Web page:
American politics has always fascinated me. There is a grandeur in the way an American Presidential election is played out that makes for an intriguing story. Australian elections pale in comparison. Part of that is definitely the personalisation factor, part is the ritual that has developed around the LoL presidency, the personification of a certain type of national tradition.
A friend was recently bemoaning the fact that our politics was so “dull” in comparison:
“If only we had people that were such larger than life figures [Powell, Rumsfeld, Rice and Bush of whom she is no fan at all] maybe at least people would take some interest in politics.”
However the voter turnout in US elections doesn’t suggest an overwhelming level of interest in these figures from American citizens
While the ritual drama might be fascinating from a distance, it gets scary up close, it would seem.
Matt Taibbi’s fascinating article in the latest Nation, about being on Howard Dean’s Sleepless Summer campaign tour of nine cities, is a fresh online gaming insight into the glitzing up of politics even by such a supposedly idealistic candidate.
First there is the “Imageering 101 political staging.”
At most every stop Dean had a statistically accurate multicultural microcosm await his arrival on stage, usually against a background of a giant American flag. Milwaukee, the second stop on the tour, was the most painful: seventeen supporters of various races (in proper proportions: three blacks, two Hispanics, etc.), frozen and seemingly afraid to move or make a face against the league of legends backdrop of a mammoth Old Glory. Watching them wait for Dean gave me shivers; they looked like sausages nailed to a giant red, white and blue crucifix.
This type of staging can at least be taken as good symbolic politics but the subtle conspiracy, between the candidate and the press corp, to avoid substantive issues is really disturbing.
When given a chance to run with a statement by Dean on the “war on drugs,” the opportunity’s not taken up. Dean went part way in saying that not all drug offenders should end up in prison, but the follow-up questions were few. As Taibbi says:
It would be revolutionary for an American President, or even a major-party nominee, just to say that nonviolent drug offenders shouldn’t go to jail. The breaking of that public taboo on a nationwide basis would be a major event, a huge step in halting the idiocy of a 2 million-strong prison population. But the press wasn’t interested gaming in making it happen, even though Dean was serving up the chance on a silver platter.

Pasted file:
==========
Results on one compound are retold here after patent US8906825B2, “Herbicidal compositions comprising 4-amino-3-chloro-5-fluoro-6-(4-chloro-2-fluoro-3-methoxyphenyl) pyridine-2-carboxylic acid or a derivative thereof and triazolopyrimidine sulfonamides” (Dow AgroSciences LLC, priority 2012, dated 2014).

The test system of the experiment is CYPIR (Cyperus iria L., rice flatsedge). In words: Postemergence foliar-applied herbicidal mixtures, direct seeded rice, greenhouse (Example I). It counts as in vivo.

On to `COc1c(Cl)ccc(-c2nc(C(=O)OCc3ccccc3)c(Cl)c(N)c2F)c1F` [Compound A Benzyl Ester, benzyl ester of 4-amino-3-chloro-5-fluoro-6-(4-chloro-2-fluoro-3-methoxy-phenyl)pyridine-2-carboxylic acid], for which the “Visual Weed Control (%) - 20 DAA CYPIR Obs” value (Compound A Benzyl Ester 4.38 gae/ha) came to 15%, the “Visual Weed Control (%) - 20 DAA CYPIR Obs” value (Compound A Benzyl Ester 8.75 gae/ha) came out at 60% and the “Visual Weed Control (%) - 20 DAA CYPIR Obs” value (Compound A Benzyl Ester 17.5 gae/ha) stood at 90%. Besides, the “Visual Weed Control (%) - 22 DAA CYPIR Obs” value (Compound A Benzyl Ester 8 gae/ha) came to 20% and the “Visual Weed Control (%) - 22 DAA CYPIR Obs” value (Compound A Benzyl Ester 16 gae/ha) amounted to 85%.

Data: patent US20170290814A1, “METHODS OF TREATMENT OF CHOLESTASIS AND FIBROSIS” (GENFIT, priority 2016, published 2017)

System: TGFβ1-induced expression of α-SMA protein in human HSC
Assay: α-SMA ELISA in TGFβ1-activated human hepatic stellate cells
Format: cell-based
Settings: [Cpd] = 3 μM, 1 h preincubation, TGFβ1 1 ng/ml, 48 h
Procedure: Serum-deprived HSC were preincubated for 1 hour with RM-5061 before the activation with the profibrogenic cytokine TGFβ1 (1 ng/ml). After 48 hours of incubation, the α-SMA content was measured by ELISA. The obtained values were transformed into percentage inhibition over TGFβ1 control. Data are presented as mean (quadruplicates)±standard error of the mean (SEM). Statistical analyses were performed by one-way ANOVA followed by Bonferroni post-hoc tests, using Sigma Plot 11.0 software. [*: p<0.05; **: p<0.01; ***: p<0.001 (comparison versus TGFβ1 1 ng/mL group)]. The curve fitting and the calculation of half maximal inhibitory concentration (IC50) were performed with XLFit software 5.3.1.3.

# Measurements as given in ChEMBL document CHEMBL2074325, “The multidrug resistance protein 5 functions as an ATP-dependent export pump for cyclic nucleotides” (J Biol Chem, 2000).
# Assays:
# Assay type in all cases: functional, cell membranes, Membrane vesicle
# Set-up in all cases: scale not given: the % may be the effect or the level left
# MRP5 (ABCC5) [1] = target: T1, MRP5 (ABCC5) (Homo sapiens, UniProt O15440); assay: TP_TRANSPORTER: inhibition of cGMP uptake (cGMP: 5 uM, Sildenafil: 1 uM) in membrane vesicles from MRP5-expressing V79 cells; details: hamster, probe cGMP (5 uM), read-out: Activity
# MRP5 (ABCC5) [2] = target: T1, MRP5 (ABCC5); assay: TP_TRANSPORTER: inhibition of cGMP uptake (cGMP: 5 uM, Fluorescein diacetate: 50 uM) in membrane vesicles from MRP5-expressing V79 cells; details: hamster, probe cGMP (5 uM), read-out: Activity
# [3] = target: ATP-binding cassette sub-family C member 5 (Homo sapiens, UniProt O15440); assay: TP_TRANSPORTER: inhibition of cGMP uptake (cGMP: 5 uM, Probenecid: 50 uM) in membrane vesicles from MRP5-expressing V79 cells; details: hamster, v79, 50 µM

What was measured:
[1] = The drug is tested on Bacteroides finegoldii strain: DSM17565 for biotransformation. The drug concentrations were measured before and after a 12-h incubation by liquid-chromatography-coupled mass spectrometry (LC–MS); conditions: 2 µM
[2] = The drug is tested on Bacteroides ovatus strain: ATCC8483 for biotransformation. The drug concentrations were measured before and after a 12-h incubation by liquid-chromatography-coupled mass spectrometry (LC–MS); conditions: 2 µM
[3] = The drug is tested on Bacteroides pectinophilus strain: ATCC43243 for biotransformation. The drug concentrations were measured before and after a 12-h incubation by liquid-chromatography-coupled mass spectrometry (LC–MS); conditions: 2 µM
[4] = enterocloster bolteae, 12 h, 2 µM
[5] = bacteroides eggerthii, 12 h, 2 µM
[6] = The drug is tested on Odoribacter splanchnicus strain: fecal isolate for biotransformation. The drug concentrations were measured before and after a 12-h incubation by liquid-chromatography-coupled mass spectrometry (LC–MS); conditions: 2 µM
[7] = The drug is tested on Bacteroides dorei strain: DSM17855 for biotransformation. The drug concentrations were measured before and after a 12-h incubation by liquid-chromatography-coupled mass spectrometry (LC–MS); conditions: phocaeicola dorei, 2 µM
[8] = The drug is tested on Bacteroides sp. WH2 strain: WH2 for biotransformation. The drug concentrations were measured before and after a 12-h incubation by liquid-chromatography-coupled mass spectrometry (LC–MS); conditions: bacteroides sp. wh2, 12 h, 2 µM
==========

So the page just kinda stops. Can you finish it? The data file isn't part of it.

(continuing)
In the end, looking at it all close up, Taibbi is more disillusioned than inspired. Disillusioned by his own colleagues:
As much as the reporters snickered about the campaign fakery, and occasionally cracked about it in print, there is no question that they were attracted to the big-campaign symbolism like moths to a lamp. To be full of shit in American politics is a signal to our political press that you are serious, and it was quite obvious that the most transparently meaningless or calculating aspects of Dean’s behavior were what most impressed the Sleepless Summer press corps.
It’s about time we found new ways to cover elections, as Jay Rosen recently argued in his analysis of the Californian recall election
He suggests that the electability question – the famed horse race model of election coverage – should not be the only criteria for campaign reporting. He suggests the “ideas race” is as important:
Let’s give the second narrative a name: the idea race. It’s news about the recall that tells us who’s floating new, interesting, counter-intuitive or maybe even useful ideas for California, which people should be talking about anyway. If reporters are allowed to gauge who’s ahead in the money race, in the polls, and among campaign insiders, they can certainly be permitted to judge who’s a player in the computer online game of offering fresh wisdom, inventive proposals or a more nuanced diagnosis of the state’s problems. From there it’s easy: you just cover the players. It might even prove refreshing to ask who’s winning the idea race?
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